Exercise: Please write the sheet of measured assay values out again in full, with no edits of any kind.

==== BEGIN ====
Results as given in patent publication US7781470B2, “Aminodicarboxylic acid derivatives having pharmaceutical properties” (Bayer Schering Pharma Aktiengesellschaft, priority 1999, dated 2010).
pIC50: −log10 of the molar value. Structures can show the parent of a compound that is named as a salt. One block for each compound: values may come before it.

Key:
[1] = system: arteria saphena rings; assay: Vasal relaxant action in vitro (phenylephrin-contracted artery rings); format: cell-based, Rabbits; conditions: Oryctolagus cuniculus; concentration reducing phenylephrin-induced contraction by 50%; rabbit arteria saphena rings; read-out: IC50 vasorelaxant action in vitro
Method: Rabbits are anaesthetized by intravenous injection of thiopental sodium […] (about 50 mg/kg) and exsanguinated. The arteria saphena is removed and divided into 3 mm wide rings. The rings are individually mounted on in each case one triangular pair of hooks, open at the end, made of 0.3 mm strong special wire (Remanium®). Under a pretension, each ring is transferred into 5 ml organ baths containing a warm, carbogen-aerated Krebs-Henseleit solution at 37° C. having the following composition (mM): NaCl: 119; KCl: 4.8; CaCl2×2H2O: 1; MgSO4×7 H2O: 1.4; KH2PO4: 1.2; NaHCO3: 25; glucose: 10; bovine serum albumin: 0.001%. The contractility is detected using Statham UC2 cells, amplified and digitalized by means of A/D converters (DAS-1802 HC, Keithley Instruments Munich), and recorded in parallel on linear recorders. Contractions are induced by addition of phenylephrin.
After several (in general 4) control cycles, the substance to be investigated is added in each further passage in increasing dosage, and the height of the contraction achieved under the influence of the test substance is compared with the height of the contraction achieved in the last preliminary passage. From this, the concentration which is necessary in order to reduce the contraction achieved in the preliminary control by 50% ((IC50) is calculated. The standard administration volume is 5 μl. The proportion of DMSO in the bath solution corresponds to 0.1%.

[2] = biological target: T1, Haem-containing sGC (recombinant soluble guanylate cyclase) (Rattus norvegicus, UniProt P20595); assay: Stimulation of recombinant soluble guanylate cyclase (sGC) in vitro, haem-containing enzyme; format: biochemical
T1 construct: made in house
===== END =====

Results as given in patent publication US7781470B2, “Aminodicarboxylic acid derivatives having pharmaceutical properties” (Bayer Schering Pharma Aktiengesellschaft, priority 1999, dated 2010).
pIC50: −log10 of the molar value. Structures can show the parent of a compound that is named as a salt. One block for each compound: values may come before it.

Key:
[1] = system: arteria saphena rings; assay: Vasal relaxant action in vitro (phenylephrin-contracted artery rings); format: cell-based, Rabbits; conditions: Oryctolagus cuniculus; concentration reducing phenylephrin-induced contraction by 50%; rabbit arteria saphena rings; read-out: IC50 vasorelaxant action in vitro
Method: Rabbits are anaesthetized by intravenous injection of thiopental sodium […] (about 50 mg/kg) and exsanguinated. The arteria saphena is removed and divided into 3 mm wide rings. The rings are individually mounted on in each case one triangular pair of hooks, open at the end, made of 0.3 mm strong special wire (Remanium®). Under a pretension, each ring is transferred into 5 ml organ baths containing a warm, carbogen-aerated Krebs-Henseleit solution at 37° C. having the following composition (mM): NaCl: 119; KCl: 4.8; CaCl2×2H2O: 1; MgSO4×7 H2O: 1.4; KH2PO4: 1.2; NaHCO3: 25; glucose: 10; bovine serum albumin: 0.001%. The contractility is detected using Statham UC2 cells, amplified and digitalized by means of A/D converters (DAS-1802 HC, Keithley Instruments Munich), and recorded in parallel on linear recorders. Contractions are induced by addition of phenylephrin.
After several (in general 4) control cycles, the substance to be investigated is added in each further passage in increasing dosage, and the height of the contraction achieved under the influence of the test substance is compared with the height of the contraction achieved in the last preliminary passage. From this, the concentration which is necessary in order to reduce the contraction achieved in the preliminary control by 50% ((IC50) is calculated. The standard administration volume is 5 μl. The proportion of DMSO in the bath solution corresponds to 0.1%.

[2] = biological target: T1, Haem-containing sGC (recombinant soluble guanylate cyclase) (Rattus norvegicus, UniProt P20595); assay: Stimulation of recombinant soluble guanylate cyclase (sGC) in vitro, haem-containing enzyme; format: biochemical
T1 construct: made in house